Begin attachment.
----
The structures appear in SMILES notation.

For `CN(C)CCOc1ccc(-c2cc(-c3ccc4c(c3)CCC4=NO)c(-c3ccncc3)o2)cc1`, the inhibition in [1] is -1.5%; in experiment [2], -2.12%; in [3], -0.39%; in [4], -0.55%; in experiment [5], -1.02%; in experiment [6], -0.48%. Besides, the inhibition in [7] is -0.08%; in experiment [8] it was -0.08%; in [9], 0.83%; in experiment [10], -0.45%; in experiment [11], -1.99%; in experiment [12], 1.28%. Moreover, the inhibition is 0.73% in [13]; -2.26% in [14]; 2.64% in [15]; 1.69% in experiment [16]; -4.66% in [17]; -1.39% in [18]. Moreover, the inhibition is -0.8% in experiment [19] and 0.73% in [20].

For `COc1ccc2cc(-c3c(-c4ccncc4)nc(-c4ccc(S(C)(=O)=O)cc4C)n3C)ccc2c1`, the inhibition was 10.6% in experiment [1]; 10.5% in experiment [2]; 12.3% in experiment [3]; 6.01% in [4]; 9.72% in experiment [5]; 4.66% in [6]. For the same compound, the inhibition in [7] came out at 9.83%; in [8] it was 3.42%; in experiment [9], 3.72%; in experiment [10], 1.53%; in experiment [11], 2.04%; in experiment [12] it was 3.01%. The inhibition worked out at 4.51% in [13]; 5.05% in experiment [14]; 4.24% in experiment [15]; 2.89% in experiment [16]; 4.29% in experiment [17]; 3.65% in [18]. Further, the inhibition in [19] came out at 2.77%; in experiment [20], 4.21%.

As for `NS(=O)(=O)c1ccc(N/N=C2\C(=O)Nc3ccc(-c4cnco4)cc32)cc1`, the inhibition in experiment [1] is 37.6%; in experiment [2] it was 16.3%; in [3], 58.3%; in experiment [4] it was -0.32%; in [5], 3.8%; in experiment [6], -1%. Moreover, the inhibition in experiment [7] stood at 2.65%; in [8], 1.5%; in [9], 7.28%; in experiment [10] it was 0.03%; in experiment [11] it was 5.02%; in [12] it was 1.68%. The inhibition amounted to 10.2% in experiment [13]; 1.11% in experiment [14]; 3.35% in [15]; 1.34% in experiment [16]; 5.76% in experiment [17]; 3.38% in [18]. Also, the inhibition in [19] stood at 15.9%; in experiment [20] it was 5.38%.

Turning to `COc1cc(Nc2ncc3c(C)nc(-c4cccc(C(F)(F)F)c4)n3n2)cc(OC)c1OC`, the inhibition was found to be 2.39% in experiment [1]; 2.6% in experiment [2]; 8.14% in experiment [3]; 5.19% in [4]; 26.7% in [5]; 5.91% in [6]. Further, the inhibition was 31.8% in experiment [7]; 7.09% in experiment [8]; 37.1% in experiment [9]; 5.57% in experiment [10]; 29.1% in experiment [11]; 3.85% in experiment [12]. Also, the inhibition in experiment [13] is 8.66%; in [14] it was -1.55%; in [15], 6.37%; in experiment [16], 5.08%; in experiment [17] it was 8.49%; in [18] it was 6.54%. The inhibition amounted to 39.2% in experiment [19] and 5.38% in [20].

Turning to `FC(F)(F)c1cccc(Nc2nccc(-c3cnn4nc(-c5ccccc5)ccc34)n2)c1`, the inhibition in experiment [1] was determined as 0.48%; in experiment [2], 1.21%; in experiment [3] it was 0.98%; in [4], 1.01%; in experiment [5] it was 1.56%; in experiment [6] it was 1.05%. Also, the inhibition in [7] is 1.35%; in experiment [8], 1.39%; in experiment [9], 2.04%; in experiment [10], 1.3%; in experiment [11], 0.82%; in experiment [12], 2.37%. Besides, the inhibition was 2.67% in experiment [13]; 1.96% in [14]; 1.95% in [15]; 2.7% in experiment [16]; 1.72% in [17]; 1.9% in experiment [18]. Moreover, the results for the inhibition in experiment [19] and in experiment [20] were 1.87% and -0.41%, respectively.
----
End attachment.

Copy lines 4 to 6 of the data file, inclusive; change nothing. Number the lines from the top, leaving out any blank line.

As for `NS(=O)(=O)c1ccc(N/N=C2\C(=O)Nc3ccc(-c4cnco4)cc32)cc1`, the inhibition in experiment [1] is 37.6%; in experiment [2] it was 16.3%; in [3], 58.3%; in experiment [4] it was -0.32%; in [5], 3.8%; in experiment [6], -1%. Moreover, the inhibition in experiment [7] stood at 2.65%; in [8], 1.5%; in [9], 7.28%; in experiment [10] it was 0.03%; in experiment [11] it was 5.02%; in [12] it was 1.68%. The inhibition amounted to 10.2% in experiment [13]; 1.11% in experiment [14]; 3.35% in [15]; 1.34% in experiment [16]; 5.76% in experiment [17]; 3.38% in [18]. Also, the inhibition in [19] stood at 15.9%; in experiment [20] it was 5.38%.

Turning to `COc1cc(Nc2ncc3c(C)nc(-c4cccc(C(F)(F)F)c4)n3n2)cc(OC)c1OC`, the inhibition was found to be 2.39% in experiment [1]; 2.6% in experiment [2]; 8.14% in experiment [3]; 5.19% in [4]; 26.7% in [5]; 5.91% in [6]. Further, the inhibition was 31.8% in experiment [7]; 7.09% in experiment [8]; 37.1% in experiment [9]; 5.57% in experiment [10]; 29.1% in experiment [11]; 3.85% in experiment [12]. Also, the inhibition in experiment [13] is 8.66%; in [14] it was -1.55%; in [15], 6.37%; in experiment [16], 5.08%; in experiment [17] it was 8.49%; in [18] it was 6.54%. The inhibition amounted to 39.2% in experiment [19] and 5.38% in [20].

Turning to `FC(F)(F)c1cccc(Nc2nccc(-c3cnn4nc(-c5ccccc5)ccc34)n2)c1`, the inhibition in experiment [1] was determined as 0.48%; in experiment [2], 1.21%; in experiment [3] it was 0.98%; in [4], 1.01%; in experiment [5] it was 1.56%; in experiment [6] it was 1.05%. Also, the inhibition in [7] is 1.35%; in experiment [8], 1.39%; in experiment [9], 2.04%; in experiment [10], 1.3%; in experiment [11], 0.82%; in experiment [12], 2.37%. Besides, the inhibition was 2.67% in experiment [13]; 1.96% in [14]; 1.95% in [15]; 2.7% in experiment [16]; 1.72% in [17]; 1.9% in experiment [18]. Moreover, the results for the inhibition in experiment [19] and in experiment [20] were 1.87% and -0.41%, respectively.